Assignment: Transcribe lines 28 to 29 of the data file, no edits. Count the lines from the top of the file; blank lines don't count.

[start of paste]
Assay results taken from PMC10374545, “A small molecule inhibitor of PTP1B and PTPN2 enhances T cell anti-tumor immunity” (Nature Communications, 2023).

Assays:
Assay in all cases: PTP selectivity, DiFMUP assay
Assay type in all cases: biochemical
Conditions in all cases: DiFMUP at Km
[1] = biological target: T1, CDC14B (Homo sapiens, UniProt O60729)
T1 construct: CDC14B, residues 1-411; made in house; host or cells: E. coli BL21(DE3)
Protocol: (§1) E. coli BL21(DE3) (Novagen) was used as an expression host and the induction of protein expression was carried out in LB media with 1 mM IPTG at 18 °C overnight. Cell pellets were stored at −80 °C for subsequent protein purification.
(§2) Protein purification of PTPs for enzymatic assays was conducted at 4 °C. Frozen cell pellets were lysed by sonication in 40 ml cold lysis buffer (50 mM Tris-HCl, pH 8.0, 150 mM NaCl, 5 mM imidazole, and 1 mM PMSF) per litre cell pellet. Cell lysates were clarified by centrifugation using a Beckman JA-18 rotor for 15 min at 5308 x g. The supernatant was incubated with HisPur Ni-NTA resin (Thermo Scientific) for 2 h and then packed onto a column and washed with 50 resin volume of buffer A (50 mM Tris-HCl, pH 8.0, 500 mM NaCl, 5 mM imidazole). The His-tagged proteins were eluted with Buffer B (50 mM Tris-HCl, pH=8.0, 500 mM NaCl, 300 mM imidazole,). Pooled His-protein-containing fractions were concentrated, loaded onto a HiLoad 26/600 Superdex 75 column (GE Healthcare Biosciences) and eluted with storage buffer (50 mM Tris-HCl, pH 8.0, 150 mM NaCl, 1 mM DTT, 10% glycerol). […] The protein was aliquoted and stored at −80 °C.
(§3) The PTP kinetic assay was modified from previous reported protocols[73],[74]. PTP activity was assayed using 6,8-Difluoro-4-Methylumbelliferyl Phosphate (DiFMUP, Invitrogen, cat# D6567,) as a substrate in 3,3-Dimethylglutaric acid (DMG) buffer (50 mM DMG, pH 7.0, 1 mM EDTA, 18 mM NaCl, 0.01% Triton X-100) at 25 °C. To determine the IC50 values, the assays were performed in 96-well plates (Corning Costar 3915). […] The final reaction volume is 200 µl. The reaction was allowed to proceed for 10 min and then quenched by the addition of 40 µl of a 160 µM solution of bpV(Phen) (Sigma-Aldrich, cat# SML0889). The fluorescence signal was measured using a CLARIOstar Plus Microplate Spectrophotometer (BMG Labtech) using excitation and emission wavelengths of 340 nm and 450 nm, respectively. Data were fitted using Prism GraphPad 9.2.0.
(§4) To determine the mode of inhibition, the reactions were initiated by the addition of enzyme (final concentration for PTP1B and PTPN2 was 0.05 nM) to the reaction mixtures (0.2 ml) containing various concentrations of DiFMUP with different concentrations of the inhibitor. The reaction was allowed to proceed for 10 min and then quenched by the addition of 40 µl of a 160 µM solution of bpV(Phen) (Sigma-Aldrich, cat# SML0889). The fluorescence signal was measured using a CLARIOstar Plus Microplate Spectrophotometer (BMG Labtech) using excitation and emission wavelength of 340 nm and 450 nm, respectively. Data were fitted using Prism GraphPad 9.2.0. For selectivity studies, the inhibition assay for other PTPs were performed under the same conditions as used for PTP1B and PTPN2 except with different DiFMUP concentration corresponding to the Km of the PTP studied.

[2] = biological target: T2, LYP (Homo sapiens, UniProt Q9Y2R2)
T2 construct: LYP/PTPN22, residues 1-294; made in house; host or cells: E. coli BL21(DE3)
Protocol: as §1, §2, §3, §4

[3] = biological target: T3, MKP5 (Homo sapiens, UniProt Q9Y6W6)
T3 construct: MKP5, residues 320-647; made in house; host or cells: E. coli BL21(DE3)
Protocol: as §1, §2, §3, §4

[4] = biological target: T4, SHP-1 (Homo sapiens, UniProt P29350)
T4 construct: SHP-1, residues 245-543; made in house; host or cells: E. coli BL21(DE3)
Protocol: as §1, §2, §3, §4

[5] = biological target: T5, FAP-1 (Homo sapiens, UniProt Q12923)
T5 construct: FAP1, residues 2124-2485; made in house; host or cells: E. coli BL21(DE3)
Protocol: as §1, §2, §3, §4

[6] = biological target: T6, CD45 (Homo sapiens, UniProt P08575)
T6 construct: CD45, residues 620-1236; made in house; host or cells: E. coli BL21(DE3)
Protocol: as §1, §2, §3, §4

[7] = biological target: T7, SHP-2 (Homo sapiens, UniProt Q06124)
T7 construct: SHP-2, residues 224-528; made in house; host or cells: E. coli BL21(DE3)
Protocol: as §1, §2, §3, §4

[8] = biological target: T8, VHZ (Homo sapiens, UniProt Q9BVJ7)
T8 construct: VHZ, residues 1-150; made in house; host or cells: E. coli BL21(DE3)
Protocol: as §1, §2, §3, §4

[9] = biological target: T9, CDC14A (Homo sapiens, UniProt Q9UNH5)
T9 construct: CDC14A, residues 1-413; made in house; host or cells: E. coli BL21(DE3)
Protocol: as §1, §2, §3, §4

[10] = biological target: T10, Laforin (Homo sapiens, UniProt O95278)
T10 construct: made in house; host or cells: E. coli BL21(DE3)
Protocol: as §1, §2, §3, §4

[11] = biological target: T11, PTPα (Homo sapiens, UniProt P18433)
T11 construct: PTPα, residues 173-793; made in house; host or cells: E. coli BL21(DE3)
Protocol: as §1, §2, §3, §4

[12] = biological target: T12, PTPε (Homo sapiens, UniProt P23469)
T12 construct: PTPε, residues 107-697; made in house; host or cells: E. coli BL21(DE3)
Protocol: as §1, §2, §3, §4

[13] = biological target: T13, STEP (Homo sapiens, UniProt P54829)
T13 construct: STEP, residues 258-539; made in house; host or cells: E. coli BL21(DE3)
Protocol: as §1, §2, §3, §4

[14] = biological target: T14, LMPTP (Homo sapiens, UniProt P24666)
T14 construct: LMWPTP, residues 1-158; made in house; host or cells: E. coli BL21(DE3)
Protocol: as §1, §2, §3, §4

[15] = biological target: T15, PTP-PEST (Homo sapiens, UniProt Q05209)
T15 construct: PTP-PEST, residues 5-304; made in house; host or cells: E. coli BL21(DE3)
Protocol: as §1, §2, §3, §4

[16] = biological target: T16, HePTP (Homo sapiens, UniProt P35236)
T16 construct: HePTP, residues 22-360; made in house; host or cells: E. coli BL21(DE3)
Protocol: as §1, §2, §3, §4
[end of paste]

T7 construct: SHP-2, residues 224-528; made in house; host or cells: E. coli BL21(DE3)
Protocol: as §1, §2, §3, §4